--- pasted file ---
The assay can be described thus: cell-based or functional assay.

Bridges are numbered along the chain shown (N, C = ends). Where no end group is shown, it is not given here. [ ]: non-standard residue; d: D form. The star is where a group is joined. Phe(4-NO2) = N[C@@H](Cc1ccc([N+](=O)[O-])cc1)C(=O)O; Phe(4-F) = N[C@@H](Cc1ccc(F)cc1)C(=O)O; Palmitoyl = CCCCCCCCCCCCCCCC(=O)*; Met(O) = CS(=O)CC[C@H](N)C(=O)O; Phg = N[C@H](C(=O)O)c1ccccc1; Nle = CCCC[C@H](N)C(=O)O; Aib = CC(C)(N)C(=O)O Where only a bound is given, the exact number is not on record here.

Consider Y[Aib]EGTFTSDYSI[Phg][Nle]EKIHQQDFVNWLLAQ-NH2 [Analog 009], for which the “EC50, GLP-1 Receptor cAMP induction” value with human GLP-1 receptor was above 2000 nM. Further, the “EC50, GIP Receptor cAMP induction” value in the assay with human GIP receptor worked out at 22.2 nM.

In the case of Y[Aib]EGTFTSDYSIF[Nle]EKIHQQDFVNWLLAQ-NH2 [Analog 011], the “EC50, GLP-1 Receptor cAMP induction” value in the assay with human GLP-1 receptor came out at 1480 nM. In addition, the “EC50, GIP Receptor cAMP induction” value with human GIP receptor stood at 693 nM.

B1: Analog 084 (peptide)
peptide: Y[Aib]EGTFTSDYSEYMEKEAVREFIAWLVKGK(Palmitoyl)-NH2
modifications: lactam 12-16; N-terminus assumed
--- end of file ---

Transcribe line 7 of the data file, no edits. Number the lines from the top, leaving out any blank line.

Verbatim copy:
modifications: lactam 12-16; N-terminus assumed